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Cosmic Rays: 100 Years Of Mystery

An artist's impression of the <a href="">quasar 3C 279</a>, about five billion light years away. This quasar contains a black hole with a mass about one billion times that of the sun.
M. Kornmesser
An artist's impression of the quasar 3C 279, about five billion light years away. This quasar contains a black hole with a mass about one billion times that of the sun.

This August, physicists are celebrating the 100th anniversary of the discovery of cosmic rays, showers of particles raining down on us from outer space. Although much has been learned about the nature and composition of cosmic rays, many puzzling questions remain. No one knows what physical processes could possibly accelerate particles to energies millions of times higher than those reached at CERN's Large Hadron Collider, where the Higgs was recently discovered.

Apart from their mysterious acceleration mechanism, cosmic rays also have a very practical impact on our world, producing about 13 percent of the natural background radiation in our environment. Airline crews are exposed to roughly twice as much cosmic-ray radiation, astronauts to even more. They also have enough energy to interfere with and damage computer equipment, causing taking a toll on memory devices and CPUs. In the 1990s, a study from IBM estimated that computers experience about one cosmic-ray-induced error per 256 megabytes of RAM per month.

And then there is the issue of space travel: radiation exposure remains a serious barrier to longer manned expeditions.

In August 1912, the Austrian physicist Victor Hess flew in a balloon to altitudes of 5.3 km, measuring the flux of particles in the sky. The expectation was that the flux would decrease with altitude, precisely the opposite of what Hess found. The shocking conclusion was that particles were raining down on Earth from space.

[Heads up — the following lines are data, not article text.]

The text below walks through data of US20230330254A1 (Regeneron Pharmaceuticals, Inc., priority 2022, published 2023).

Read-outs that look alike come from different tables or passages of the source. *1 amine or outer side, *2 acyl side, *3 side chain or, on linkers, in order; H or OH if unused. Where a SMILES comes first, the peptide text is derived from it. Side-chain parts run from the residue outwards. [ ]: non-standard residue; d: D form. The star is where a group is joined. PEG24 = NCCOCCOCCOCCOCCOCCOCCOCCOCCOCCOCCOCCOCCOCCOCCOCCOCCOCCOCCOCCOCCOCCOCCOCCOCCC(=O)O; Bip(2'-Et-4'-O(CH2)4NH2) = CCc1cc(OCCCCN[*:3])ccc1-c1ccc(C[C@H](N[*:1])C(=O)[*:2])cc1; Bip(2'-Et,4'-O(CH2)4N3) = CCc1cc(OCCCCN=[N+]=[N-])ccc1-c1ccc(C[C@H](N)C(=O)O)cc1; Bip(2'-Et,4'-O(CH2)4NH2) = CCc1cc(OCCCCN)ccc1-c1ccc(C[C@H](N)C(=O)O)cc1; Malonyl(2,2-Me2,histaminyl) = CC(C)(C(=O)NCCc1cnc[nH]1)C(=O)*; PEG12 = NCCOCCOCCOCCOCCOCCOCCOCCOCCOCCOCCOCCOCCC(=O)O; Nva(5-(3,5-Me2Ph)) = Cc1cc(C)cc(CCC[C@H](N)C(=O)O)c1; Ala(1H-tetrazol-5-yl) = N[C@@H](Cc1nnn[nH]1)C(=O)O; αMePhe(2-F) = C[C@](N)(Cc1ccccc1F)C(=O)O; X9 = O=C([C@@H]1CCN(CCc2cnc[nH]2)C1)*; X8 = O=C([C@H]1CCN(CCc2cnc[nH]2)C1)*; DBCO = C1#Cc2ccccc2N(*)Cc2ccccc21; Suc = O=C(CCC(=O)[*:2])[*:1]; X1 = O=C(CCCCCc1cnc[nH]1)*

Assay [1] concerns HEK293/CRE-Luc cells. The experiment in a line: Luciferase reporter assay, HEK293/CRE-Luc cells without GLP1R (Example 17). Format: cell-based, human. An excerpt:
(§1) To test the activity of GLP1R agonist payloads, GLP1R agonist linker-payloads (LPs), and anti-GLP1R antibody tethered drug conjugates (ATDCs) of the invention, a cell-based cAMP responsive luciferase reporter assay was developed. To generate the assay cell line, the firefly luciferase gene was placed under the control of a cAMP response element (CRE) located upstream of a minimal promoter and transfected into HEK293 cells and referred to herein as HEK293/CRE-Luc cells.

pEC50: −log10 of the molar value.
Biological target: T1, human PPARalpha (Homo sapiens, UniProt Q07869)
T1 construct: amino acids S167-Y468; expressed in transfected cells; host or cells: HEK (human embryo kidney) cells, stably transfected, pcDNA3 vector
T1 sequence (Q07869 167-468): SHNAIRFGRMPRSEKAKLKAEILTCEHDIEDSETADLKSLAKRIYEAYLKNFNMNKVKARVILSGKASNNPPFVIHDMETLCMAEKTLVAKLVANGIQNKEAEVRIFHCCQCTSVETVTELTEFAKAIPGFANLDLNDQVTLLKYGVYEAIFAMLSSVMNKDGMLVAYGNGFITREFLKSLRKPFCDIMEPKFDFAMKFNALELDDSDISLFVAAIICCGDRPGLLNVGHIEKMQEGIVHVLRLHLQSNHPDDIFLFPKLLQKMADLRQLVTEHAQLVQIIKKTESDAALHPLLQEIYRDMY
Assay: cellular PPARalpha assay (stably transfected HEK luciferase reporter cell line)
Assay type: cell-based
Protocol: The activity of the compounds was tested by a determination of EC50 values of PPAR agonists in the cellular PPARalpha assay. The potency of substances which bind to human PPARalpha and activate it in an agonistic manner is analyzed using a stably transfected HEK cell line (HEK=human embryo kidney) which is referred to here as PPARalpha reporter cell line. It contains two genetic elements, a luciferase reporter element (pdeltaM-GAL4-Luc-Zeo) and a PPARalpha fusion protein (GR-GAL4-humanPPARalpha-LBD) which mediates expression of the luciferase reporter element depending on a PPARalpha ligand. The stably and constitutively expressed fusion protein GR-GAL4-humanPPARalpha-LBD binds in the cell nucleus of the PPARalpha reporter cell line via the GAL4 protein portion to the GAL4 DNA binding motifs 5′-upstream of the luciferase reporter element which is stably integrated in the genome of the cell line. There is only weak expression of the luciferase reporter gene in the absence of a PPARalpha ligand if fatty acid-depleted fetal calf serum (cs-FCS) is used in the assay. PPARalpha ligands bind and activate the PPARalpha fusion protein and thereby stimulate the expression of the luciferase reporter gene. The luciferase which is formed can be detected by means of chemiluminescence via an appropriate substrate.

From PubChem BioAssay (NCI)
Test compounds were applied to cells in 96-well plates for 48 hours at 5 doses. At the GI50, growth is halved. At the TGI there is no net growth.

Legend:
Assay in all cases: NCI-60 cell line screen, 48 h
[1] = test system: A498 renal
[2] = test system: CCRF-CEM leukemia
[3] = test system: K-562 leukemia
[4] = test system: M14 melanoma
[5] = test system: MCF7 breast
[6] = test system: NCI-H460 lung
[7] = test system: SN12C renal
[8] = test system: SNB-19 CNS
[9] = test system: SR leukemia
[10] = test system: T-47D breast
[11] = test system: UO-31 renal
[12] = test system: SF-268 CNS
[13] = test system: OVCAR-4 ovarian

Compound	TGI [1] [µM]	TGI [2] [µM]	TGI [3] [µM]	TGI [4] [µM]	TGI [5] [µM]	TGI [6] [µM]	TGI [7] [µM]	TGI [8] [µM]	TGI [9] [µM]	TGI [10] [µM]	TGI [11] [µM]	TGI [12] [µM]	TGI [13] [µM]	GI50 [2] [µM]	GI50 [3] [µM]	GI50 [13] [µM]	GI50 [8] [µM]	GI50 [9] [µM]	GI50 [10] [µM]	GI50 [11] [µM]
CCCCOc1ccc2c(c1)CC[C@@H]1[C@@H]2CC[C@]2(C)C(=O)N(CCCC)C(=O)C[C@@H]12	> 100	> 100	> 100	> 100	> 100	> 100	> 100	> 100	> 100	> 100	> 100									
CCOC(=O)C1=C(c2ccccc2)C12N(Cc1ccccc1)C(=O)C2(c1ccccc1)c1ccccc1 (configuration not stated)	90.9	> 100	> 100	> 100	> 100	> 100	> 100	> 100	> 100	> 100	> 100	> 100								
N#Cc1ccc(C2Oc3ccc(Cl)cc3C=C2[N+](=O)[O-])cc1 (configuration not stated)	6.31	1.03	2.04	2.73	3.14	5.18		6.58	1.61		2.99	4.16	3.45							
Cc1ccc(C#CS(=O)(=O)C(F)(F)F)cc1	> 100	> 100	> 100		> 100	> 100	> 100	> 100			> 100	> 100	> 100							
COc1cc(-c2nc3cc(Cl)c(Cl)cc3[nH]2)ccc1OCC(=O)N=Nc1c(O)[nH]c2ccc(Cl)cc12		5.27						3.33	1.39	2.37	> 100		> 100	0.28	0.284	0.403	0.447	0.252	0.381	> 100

In the following decades, cosmic rays became a great tool for exploring the fundamental building blocks of matter. Slowly, their composition was decoded: about 90 percent are protons, 9 percent are alpha particles (the nuclei of helium atoms) and 1 percent are electrons. A small fraction comes from nuclei produced soon after the Big Bang, most importantly lithium. When particles hit the upper atmosphere, they collide with molecules of nitrogen and oxygen, creating a true "cosmic ray shower" of other particles, a spectacular illustration of E=mc2, as the energy of motion of the incoming particles are transmuted into new particles with varying masses and energies.

Although the mechanisms for producing most cosmic rays are well-understood, little is known of what causes the very high energy ones. High energies imply that the culprit or culprits must be dramatic astrophysical events. Two candidates have been proposed: gigantic black holes that live at the center of galaxies (including our own Milky Way, which sports a hulking monster of about four million solar masses) or gamma ray bursts, the brightest electromagnetic events known to occur in the universe. Possible candidates for gamma ray bursts are the rapid collapse of a star as it becomes a neutron star or a black hole during a supernova event, or the collision of two neutron stars.

Recently, an experiment run by the University of Wisconsin, IceCube (South Pole Neutrino Observatory), has presented strong evidence against gamma ray bursts as the possible mechanism accelerating ultra-high-energy cosmic rays. The theory predicts that supernovae events are accompanied by extensive neutrino production. After surveying some 300 gamma-ray bursts, IceCube failed to detect a single neutrino. On the other hand, another massive experiment, the Pierre Auger Observatory situated in the Mendoza Province in Argentina and with a detection area the size of Rhode Island, has found a strong correlation between the highest-energy cosmic rays and nearby active galactic nuclei, that is, the center of galaxies where massive black holes are actively gobbling up stars and gases.

As we track down the sources of the highest energy cosmic rays and use them to learn about the most dramatic events occurring in the universe, we should celebrate them as bridges between us and the confines of outer space, reminding us of our deep connection with the cosmos.

You can keep up with more of what Marcelo is thinking on Facebook and Twitter @mgleiser.

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Marcelo Gleiser is a contributor to the NPR blog 13.7: Cosmos & Culture. He is the Appleton Professor of Natural Philosophy and a professor of physics and astronomy at Dartmouth College.

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